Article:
Andy Dunne is feeling the drought. The San Diego weatherman has been reporting no rain for the past two years, and been feeling increasingly irrelevant in his personal life. His wife left him, the death of his twin brother still haunts him, and he is in love with a married woman. Hillary Hsing, the object of Andy's affection, urges Andy to try out for a job working on a children entertainment TV show, and before Andy can blink he is upgraded to the host and entering the realm of a media darling. As Andy's life changes from being a nobody to a somebody, he is faced with many difficult decisions on his life, his family, and his relationships.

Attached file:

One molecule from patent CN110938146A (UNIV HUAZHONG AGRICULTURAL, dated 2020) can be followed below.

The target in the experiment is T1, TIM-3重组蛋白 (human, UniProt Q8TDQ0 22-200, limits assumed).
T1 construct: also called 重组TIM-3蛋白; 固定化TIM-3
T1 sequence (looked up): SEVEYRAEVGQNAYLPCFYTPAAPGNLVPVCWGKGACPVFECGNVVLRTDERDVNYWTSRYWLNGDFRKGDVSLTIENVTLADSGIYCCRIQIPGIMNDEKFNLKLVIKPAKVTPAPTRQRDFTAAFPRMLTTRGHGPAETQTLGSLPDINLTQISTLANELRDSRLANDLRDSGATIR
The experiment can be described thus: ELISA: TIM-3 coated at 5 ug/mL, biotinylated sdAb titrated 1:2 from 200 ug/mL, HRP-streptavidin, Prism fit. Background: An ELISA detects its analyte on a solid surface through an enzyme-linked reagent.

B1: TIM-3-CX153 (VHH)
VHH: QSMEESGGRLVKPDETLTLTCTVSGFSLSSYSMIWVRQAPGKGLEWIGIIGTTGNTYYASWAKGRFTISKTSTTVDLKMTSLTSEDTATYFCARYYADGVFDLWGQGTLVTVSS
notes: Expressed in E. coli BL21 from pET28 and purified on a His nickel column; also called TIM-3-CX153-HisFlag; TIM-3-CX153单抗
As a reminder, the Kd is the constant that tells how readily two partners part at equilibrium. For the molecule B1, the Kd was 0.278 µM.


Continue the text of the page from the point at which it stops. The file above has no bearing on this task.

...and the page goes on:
Two Years, No Rain by Shawn Klomparens is a refreshing change from my usual chick lit books. It was interesting to get a males perspective about so many issues I normally read about women: love, relationships, careers, and families. The humor was there in patches, but it wasn't so much laugh out loud funny but more of a dark humor. The supporting cast really added to the story, especially the relationship between Andy and his young niece. Klomparens writing is stylish and fresh, and I would recommend Two Years, No Rain to chick lit fans that enjoy the males take on common adult issues.